•••Monday (9/10), 7:30 PM: Sacramento Poetry Center will feature Sacramento Poet Laverne Frith at HQ, 25th & R Sts., Sacramento. Laverne Frith has been co-editor of Ekphrasis for ten years, with chapbooks from Talent House and White Heron Press, and a chapbook, Drinking The Light, recently released from Finishing Line Press, plus a Pushcart Prize nomination. Laverne was runner-up for the 2004, 2005, & 2006 Louisiana Literature Prize In Poetry. His poetry has been accepted or appeared in Poetry New York, Christian Science Monitor, Sundog, Comstock, Montserrat, California Quarterly, Song of the San Joaquin, Dalhousie, Perihelion, Architrave, Maryland Poetry Review, Sonoma Mandala, New Laurel Review, Permafrost, Main Street Rag, New Zoo Poetry Review, Blue Unicorn, Kimera, etc. He has won honors and awards in a number of poetry competitions. Open mic to follow.
WHEN AFTER A LONG LIFE
When, after a long life, it falls out
That he takes on a form he had sought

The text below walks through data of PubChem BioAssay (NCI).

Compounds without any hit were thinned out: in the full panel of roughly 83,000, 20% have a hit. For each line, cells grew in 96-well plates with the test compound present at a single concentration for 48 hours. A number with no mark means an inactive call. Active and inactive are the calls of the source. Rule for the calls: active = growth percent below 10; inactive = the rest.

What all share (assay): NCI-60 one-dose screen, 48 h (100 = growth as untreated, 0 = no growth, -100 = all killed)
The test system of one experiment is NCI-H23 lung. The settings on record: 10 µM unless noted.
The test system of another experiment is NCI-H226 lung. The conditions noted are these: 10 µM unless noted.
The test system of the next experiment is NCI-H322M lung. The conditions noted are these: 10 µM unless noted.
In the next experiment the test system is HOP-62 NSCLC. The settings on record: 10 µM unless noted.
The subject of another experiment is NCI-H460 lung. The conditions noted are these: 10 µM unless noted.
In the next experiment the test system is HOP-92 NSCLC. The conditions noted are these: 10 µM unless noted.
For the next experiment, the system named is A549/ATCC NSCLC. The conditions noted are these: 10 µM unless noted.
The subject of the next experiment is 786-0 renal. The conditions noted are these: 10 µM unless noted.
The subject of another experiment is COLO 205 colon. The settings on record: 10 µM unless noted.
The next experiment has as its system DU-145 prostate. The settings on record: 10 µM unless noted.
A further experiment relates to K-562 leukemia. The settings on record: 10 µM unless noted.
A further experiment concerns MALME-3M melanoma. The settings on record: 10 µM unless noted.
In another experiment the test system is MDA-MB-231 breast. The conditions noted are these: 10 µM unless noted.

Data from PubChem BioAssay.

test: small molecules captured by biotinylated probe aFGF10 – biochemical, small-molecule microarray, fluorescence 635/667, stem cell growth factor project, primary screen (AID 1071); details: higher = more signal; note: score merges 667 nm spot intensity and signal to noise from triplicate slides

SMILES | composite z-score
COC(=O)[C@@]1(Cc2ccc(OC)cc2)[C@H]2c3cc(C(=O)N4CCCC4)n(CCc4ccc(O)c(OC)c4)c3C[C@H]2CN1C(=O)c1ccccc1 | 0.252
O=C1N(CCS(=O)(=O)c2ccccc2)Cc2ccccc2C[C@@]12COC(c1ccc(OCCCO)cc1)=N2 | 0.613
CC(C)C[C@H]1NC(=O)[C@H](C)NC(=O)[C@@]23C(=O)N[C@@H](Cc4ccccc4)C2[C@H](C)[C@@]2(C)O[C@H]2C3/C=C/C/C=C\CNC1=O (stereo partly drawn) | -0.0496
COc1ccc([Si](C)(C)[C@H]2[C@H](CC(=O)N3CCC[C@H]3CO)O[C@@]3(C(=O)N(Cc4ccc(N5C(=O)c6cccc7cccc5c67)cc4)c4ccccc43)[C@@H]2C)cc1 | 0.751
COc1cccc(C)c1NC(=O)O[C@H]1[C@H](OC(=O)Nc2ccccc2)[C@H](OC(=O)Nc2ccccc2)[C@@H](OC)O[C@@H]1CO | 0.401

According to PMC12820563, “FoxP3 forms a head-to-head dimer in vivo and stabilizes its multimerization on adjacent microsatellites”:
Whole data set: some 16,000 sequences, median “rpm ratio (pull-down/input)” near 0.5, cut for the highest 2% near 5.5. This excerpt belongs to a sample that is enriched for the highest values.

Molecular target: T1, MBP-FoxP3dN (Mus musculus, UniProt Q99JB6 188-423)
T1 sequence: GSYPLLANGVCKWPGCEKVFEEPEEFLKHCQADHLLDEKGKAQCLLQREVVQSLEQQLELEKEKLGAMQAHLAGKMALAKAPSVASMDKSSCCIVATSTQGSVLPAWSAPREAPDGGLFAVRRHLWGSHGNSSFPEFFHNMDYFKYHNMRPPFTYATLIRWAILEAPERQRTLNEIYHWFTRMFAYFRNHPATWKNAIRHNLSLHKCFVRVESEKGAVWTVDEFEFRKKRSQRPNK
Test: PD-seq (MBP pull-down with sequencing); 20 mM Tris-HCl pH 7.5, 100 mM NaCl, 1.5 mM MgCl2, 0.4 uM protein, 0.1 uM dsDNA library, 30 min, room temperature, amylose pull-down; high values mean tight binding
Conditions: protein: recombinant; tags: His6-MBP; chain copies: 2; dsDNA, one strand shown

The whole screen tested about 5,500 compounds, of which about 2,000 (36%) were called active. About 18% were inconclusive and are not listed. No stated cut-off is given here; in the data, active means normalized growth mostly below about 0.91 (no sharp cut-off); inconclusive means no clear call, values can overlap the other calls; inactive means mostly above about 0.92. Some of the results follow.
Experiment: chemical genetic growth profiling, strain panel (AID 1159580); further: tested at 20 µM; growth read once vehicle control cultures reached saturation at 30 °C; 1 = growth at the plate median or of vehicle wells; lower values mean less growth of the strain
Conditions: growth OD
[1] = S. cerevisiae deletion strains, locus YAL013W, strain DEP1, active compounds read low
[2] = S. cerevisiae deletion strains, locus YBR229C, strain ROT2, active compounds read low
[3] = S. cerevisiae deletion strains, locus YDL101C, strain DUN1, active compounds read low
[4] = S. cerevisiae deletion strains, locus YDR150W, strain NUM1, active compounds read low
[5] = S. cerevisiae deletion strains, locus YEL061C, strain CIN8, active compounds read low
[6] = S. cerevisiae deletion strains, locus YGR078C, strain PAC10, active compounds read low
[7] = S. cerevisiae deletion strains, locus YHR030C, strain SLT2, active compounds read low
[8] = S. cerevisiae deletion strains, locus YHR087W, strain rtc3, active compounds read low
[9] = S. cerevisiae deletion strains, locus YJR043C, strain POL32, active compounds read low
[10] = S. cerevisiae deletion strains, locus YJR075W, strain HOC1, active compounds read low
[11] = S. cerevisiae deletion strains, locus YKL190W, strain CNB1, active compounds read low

And every word carved in stone
Grows its hoarfrost, what then? Torches
Of Dionysian choruses in the dark mountains
From when he comes. And half of the sky
With its snaky clouds. A mirror before him.
In the mirror the already severed, perishing
And yet you experienced the flames of Hell.
You can even say what they are like: real,
Ending in sharp hooks so that they tear up flesh
Piece by piece, to the bone. You walked in the street
And it was going on: the lashing and bleeding.
You remember, therefore you have no doubt: there is a Hell for certain.
The history of my stupidity would fill many volumes.